In his critiques of social capital, economist Ben Fine has referred to the stylised view of management studies as being intellectually lowbrow. There is little doubt that this is a problem, possibly in part because of the demands of business schools and perhaps also owing to the prejudices of scholars in other disciplines. But management studies have had to tread a difficult path between attempting to influence business on the one hand and contributing to critical debate on the other.
Diana Derval's The Right Sensory Mix falls clearly on the side of the path that aims to engage with business, addressing a range of questions, such as: Why do some people drink black coffee and others stick to tea? Why do some brands become overnight successes even when consumer panels dislike their taste? The book promises much, with chapters on detecting profitable markets, predicting consumer behaviour, identifying the right sensory mix and increasing the innovation hit rate.
Unfortunately, it does not always live up to these promises, particularly when it seeks to explain the role that the senses play in helping us understand how consumers respond to different stimuli. The author is president of a global market research firm specialising in human perception and behaviour and her examples include well-known brands such as Red Bull, Coca-Cola and Nintendo.
While there are many references to projects she has been involved in, the reader never gets to engage with the whole business problem, but is instead only ever offered a few lines about different companies dotted throughout the book without deep critical engagement. Indeed, sensory aspects are dealt with in only a cursory manner, often flitting from case to case in the course of a chapter.
Unfortunately, The Right Sensory Mix comes across as a book that does not know where it is going. It lacks structure and relies too heavily on anecdotal asides and jokes, which for this reader meant that it lost its credibility.
In a book that promises that after reading it I will be able to understand and predict consumer behaviour, I do not want to be told that consumers' decisions may be influenced by the colour of the cashier's socks or that nurses would make perfect dates for rugby players. The book's reliance on oversimplified generalisations will convince neither business academics nor practitioners.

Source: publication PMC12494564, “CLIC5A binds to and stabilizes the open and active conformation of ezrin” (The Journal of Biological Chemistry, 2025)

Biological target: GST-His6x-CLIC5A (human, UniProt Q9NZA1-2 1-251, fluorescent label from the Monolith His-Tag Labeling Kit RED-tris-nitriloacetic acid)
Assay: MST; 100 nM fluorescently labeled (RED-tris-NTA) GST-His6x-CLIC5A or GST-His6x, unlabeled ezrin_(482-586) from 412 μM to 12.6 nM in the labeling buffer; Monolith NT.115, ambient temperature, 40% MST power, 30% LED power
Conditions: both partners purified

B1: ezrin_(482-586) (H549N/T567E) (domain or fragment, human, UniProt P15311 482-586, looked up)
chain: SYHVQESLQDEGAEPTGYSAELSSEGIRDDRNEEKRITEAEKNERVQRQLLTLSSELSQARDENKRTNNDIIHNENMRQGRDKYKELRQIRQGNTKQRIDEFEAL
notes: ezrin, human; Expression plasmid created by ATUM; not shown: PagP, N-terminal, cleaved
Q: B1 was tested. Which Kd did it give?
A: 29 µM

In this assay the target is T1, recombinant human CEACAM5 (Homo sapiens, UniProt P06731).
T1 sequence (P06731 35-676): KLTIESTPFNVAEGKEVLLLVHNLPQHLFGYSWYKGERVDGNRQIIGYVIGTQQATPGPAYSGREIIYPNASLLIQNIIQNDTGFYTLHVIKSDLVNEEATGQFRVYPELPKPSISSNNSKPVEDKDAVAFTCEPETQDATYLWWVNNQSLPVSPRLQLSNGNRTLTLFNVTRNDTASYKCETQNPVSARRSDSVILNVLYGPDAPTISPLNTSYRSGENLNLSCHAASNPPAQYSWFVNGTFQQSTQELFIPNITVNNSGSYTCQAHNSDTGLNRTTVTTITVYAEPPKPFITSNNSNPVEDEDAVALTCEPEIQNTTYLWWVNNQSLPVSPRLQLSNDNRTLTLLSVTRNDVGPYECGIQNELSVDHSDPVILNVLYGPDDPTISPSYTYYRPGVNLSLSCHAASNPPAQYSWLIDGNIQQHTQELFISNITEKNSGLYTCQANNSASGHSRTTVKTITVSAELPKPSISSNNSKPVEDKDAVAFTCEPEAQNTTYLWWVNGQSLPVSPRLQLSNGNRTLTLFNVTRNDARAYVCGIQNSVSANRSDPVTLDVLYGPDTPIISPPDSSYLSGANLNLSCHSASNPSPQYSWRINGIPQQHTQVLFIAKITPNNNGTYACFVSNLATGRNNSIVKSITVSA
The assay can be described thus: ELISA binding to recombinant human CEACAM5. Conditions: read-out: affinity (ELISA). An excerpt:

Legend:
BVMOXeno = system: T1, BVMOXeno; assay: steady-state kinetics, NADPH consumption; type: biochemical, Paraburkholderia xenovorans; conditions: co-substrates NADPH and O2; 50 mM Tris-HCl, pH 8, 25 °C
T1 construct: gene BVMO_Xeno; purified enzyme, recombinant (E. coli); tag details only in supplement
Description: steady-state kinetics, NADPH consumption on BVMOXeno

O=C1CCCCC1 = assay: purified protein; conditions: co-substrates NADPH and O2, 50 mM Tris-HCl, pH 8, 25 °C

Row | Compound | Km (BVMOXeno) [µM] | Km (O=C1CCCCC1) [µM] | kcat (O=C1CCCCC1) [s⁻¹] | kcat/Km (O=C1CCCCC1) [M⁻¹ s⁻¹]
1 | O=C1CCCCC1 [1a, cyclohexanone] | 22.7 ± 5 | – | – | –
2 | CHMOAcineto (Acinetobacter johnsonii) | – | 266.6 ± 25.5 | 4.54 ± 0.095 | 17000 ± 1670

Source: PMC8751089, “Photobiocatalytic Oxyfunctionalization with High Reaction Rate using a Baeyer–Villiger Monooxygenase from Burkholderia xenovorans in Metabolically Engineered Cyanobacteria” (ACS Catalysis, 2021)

For example, Derval insists that once we understand consumers' preferences and are able to predict their behaviour in a new context, only two things can go wrong: either you miss a major trend in the market or your senior management does not understand your innovations.
I would argue that there is another factor to be considered, namely that consumers do not always behave as predictions indicate. If it were as simple as Derval suggests, there would be no business mistakes.
There are many management books that have very successfully taken academic research into the popular domain, among them Richard H. Thaler and Cass R. Sunstein's Nudge: Improving Decisions about Health, Wealth and Happiness (2008) and Dan Ariely's Predictably Irrational: The Hidden Forces that Shape Our Decisions (2010). And doubtless there is a really great book out there waiting to be written on the role of the senses in decision-making that will both pass the academic credibility test and be useful to business people, but this is not it.
The final "Take-Aways" (the author's term) in this book include the statements that "Statistics have little to do with science" and "Mapping the brain, and counting genes, can be as useless as making a survey". I was left wondering how these revelations were going to help me predict consumer behaviour.
Unfortunately, this book will do little to alter the views of the critics of management studies, nor, in my opinion, will it become the business person's resource for understanding consumer decision-making.
The Right Sensory Mix: Targeting Consumer Product Development Scientifically
By Diana Derval. Springer, 146pp, £44.99. ISBN 9783642120923. Published 19 September 2010